Experimental evidence on promotion of electric and improved biomass cookstoves
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<jats:p>Improved cookstoves (ICS) can deliver “triple wins” by improving household health, local environments, and global climate. Yet their potential is in doubt because of low and slow diffusion, likely because of constraints imposed by differences in culture, geography, institutions, and missing markets. We offer insights about this challenge based on a multiyear, multiphase study with nearly 1,000 households in the Indian Himalayas. In phase I, we combined desk reviews, simulations, and focus groups to diagnose barriers to ICS adoption. In phase II, we implemented a set of pilots to simulate a mature market and designed an intervention that upgraded the supply chain (combining marketing and home delivery), provided rebates and financing to lower income and liquidity constraints, and allowed households a choice among ICS. In phase III, we used findings from these pilots to implement a field experiment to rigorously test whether this combination of upgraded supply and demand promotion stimulates adoption. The experiment showed that, compared with zero purchase in control villages, over half of intervention households bought an ICS, although demand was highly price-sensitive. Demand was at least twice as high for electric stoves relative to biomass ICS. Even among households that received a negligible price discount, the upgraded supply chain alone induced a 28 percentage-point increase in ICS ownership. Although the bundled intervention is resource-intensive, the full costs are lower than the social benefits of ICS promotion. Our findings suggest that market analysis, robust supply chains, and price discounts are critical for ICS diffusion.</jats:p>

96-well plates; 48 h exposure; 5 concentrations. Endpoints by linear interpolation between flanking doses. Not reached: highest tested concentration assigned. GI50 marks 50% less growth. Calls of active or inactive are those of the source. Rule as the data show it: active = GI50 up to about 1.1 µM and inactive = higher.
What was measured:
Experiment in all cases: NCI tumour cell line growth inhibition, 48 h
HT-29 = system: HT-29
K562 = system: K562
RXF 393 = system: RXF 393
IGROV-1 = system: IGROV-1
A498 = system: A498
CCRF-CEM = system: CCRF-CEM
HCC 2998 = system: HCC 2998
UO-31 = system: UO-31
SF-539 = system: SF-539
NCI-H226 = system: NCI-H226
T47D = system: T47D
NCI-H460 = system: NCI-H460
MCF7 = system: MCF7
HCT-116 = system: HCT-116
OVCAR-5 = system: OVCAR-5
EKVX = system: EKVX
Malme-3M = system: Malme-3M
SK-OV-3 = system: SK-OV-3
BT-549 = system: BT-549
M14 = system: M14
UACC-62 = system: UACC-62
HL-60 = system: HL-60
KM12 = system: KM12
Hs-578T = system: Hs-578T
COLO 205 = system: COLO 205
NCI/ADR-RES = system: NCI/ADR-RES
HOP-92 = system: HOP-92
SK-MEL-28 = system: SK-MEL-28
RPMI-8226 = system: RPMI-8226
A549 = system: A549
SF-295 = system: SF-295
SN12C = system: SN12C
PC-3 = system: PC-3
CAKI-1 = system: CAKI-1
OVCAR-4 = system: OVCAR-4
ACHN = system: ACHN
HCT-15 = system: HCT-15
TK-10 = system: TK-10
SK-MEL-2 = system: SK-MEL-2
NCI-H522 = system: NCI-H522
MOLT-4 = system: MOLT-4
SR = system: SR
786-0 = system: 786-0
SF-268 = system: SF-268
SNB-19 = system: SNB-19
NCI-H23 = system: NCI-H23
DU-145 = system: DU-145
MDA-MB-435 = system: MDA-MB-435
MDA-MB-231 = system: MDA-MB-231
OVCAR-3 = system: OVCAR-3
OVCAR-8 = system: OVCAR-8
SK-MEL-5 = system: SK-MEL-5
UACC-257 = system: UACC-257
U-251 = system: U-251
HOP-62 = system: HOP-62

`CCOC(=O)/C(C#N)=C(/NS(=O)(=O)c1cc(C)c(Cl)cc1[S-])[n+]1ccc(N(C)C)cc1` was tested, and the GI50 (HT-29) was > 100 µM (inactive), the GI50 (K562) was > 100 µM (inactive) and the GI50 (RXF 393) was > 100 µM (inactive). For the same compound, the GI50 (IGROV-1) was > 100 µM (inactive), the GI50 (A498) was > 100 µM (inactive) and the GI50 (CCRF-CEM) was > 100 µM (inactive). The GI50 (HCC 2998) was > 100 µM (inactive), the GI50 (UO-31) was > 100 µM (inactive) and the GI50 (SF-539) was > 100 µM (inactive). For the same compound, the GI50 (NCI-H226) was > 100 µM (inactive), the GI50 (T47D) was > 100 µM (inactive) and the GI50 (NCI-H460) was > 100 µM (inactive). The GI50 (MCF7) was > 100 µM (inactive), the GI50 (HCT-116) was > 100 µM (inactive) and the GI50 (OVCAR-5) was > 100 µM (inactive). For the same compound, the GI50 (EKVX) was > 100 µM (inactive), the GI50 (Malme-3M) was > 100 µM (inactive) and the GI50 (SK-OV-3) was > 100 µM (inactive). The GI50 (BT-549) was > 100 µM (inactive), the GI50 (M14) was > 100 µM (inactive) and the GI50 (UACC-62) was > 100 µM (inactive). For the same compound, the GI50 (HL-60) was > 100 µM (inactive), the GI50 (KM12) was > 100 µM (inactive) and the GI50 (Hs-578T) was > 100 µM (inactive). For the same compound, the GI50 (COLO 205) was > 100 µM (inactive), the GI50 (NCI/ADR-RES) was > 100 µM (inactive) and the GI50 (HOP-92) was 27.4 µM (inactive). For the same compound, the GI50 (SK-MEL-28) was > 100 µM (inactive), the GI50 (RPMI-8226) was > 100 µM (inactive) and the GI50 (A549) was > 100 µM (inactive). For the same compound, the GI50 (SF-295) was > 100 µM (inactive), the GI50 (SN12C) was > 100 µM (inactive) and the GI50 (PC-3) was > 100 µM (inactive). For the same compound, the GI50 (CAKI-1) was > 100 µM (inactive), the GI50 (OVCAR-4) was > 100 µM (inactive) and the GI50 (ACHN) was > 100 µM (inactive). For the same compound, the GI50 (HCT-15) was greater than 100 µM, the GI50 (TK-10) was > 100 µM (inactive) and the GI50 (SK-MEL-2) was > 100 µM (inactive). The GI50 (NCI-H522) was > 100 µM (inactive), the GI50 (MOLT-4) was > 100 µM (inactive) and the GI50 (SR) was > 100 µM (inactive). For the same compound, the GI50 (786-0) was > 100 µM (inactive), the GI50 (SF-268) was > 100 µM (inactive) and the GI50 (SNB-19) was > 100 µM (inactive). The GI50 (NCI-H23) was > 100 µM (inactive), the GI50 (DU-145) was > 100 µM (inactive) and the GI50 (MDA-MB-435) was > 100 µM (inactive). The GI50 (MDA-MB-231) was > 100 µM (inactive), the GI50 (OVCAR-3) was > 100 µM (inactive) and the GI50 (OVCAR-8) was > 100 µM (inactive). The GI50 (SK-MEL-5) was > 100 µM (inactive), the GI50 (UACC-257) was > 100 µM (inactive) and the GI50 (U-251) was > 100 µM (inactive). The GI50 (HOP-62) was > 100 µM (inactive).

Published Version (Please cite this version)10.1073/pnas.1808827116
Publication InfoPattanayak, SK; Jeuland, M; Lewis, JJ; Usmani, F; Brooks, N; Bhojvaid, V; ... Ramanathan, V (n.d.). Experimental evidence on promotion of electric and improved biomass cookstoves. Proceedings of the National Academy of Sciences. pp. 201808827-201808827. 10.1073/pnas.1808827116. Retrieved from https://hdl.handle.net/10161/18579.
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Associate Professor in the Sanford School of Public Policy
Marc Jeuland is an Associate Professor in the Sanford School of Public Policy, with a joint appointment in the Duke Global Health Institute. His research interests include nonmarket valuation, water and sanitation, environmental health, energy poverty and transitions, trans-boundary water resource planning and management, and the impacts and economics of climate change. Jeuland's recent research includes work to understand the economic implications of climate change for water
Oak Foundation Distinguished Professor of Environmental and Energy Policy
Research Assistant, Ph D Student
I am an applied microeconomist, with research interests at the intersection of environmental, energy and development economics. In addition to being a PhD candidate at Duke University, I am a Doctoral Student Fellow at the Duke University Energy Initiative, and a Doctoral Scholar</a
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